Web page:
At the end of the nineteenth century, free market capitalism was virtually a given in American culture and in Church institutions. In the last half the nineteenth century, the only real options were capitalism or some form of feudalism. Socialism emerged on the intellectual scene in the 1880s but didn't capture any real interest in America. Capitalism was self-evidently preferable to the people of the day. Church and sect alike took the system as a given. There were reform efforts like the enactment of child labor laws around the turn of the century and the anti-monopolist trust busting movements of the early twentieth century. Still, these movements viewed capitalism as a given and socialism was still a wild-eyed fantasy except in certain intellectual circles.
The moral debates centered more on personal morality in business rather than questioning the nature of the structures themselves. Evangelical reform minded leader William Jennings Bryan, often caricatured as the buffoon who defend the creationist position in the scopes monkey trial, was motivated in his anti-evolutionary zeal largely because of the Social Darwinian implications he feared would infect the economic and political spheres of life, reducing human beings to animals instead of being valued as image bearers of God. Businessmen’s bible studies focused on evangelizing the business community became a major phenomenon in the early years of the twentieth century.
With the catastrophe of World War I and the rise of communism in Russia at the end of the second decade in the twentieth century, theologians and scholars began to seriously question the world order, especially in Europe. The Church was believed to be complicit in fostering the worldview that had brought such destruction. The culture wars of the 1920s and the global economic collapse of the 1930s only intensified this disillusionment. Totalitarian socialism was now a real alternative. How would the church respond?
The liberal wing of Christianity, having largely “demythologized” the faith moved in a parallel pattern to the secular modernist of the day and turned toward a type of universal humanism. Proclamation was abandoned in favor of dialog. Humanity ceased to be fallen according to the “old myths.” Humanity was merely corrupted by deceptive and destructive institutions. Eliminate the evil influences of these institutions and redistribute adequate resources to all humanity and the innate nobility of humanity would come shining through. By building institutions that transcend denominational and religious boundaries (Federated Council of Churches, National Council of Churches, and World Council of Churches) and by developing global political institutions (League of Nations and the United Nations) oppressive institutions could be conquered and the innate divinity existing within all humanity would be liberated. God morphed from being the God revealed in scripture to being the divine something-or-other behind all human experience. The quest in theological circles became the quest for connection with the divine something-or-other.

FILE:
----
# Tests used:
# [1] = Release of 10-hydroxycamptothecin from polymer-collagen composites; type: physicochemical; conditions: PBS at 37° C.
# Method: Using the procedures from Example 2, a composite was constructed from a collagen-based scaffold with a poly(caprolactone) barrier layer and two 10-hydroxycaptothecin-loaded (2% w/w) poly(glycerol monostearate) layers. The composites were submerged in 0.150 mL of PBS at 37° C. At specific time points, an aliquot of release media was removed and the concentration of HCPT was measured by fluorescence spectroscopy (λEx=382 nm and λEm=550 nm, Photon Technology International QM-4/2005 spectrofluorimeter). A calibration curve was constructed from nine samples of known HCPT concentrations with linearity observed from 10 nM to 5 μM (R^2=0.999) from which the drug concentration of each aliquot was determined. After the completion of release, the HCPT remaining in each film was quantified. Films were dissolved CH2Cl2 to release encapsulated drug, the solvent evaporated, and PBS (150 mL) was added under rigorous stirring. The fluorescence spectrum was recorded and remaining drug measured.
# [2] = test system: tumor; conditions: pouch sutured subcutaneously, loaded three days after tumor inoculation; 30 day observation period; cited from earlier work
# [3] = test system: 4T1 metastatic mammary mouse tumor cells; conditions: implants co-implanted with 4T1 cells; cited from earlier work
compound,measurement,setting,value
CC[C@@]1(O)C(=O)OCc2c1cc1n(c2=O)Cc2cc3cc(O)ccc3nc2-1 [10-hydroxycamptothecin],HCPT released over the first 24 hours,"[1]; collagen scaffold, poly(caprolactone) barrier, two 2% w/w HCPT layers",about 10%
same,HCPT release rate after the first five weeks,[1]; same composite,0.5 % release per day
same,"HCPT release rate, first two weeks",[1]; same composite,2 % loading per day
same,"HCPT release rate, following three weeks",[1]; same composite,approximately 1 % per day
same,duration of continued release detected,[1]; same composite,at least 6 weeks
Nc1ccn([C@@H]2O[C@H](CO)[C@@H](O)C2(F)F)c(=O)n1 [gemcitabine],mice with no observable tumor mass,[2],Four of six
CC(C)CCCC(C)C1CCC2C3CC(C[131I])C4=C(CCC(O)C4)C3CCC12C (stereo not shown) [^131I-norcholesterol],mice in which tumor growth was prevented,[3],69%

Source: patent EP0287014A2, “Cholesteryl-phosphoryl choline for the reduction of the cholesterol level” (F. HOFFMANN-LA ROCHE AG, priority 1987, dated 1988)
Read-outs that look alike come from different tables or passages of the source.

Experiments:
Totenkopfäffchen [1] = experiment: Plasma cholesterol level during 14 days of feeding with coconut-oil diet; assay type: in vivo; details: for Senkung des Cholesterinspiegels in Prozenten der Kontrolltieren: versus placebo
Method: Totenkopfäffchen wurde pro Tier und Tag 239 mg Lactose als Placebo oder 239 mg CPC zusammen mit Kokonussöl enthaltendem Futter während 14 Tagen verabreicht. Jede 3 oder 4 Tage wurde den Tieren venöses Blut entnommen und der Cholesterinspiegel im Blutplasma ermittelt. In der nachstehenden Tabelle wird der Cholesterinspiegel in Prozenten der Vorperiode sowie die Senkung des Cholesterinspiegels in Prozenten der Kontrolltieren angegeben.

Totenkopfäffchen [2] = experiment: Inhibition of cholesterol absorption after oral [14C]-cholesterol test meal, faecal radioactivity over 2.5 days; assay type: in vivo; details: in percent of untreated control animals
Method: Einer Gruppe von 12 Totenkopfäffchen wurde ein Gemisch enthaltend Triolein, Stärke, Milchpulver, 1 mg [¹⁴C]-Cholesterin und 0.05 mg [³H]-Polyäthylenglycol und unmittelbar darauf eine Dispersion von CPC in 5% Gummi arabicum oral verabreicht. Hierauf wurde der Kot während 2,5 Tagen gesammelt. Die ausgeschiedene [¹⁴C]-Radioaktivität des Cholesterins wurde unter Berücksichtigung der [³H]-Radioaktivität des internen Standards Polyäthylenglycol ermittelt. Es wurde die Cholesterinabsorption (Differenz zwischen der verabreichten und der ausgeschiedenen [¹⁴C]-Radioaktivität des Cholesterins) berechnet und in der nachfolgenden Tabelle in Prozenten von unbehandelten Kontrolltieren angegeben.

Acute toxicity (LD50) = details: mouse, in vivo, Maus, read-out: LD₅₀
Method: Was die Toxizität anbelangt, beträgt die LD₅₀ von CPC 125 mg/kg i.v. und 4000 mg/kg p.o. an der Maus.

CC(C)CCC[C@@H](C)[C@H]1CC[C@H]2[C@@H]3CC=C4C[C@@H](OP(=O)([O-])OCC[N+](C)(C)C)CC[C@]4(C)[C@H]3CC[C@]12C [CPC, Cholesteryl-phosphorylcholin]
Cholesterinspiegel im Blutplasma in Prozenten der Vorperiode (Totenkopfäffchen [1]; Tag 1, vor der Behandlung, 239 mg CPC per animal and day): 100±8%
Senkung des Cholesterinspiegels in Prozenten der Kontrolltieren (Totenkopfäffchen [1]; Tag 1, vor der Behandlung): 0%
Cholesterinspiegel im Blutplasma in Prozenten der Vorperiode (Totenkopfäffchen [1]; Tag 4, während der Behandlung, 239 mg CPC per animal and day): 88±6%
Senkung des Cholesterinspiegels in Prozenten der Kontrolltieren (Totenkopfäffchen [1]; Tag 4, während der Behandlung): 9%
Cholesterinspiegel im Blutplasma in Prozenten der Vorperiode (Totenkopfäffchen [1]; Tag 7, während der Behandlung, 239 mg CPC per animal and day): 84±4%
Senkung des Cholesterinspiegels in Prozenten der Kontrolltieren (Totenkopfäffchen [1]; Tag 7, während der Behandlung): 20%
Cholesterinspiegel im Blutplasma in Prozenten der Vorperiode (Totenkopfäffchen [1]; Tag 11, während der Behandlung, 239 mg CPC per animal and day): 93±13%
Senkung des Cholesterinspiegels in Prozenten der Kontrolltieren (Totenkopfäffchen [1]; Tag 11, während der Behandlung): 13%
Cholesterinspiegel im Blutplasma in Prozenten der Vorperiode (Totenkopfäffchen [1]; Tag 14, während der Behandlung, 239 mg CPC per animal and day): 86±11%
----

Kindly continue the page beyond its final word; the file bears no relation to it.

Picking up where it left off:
How do we discover the divine something-or-other? That varies depending on who you ask but what is agreed upon is the need to deconstruct what has traditionally been known as the Christian faith. Once we have removed the falsehoods of historic Christianity, the secret to the truth will emerge. Marxist and Liberation theologians believed they found the answer in identifying with the poor. Only through struggle against oppression can we come to the truth. Some feminist theologians believe it is only through the experience of the divine feminine that we can access the truth. Others take a more New Age approach and encourage us to seek the truth that lies within us. We are to become one with the world. In some circles, that has led to the deification of the environment. It is argued that we need to surrender the idea of being created in God’s image and become one with nature. What all of these have in common is the pursuit of a secret spiritual truth apart from the revelation of God in scripture and testimony of the Church.
This quest to discover hidden spiritual truths has led to a number of responses in terms of how we relate to the material world. Some opt for a life of licentiousness. The material world is disconnected from anything of spiritual value. Why not do whatever feels good? There are no consequences. Others may be less hedonistic, exercising self-restraint and deferred gratification, but the aim is a sense of self-actualization in this life and it generally avoids probing too deeply into eternal questions. The spiritual world and the afterlife will be what they will be, and we will deal with it when we get there. Some have opted for a type of asceticism, believing that forgoing materialistic pursuits will somehow bring them closer to common humanity, to nature, or both. In doing so, they will come closer to the God who is behind our illusions. Some have opted for a pan-everythingism where God is in everything and everything is God. Here the key to spiritual truth is the absorption of humanity into the material world (or elevation of everything into the spiritual world) and the negation of humanity’s divine image bearing quality. The scripture and teachings of the Church merely become resources we each individually draw upon to support us in our materialistic pursuit. The eschatological vision of the New Jerusalem becomes a symbolic aspiration instead of an inevitable future.